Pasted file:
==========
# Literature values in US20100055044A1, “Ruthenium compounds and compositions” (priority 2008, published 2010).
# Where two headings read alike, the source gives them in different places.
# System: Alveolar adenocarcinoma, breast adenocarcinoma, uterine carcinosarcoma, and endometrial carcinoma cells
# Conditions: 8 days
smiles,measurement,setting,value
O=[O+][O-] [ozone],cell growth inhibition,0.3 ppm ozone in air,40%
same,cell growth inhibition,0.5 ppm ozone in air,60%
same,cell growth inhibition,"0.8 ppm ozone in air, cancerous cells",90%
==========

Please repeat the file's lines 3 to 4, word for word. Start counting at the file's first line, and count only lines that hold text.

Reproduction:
# System: Alveolar adenocarcinoma, breast adenocarcinoma, uterine carcinosarcoma, and endometrial carcinoma cells
# Conditions: 8 days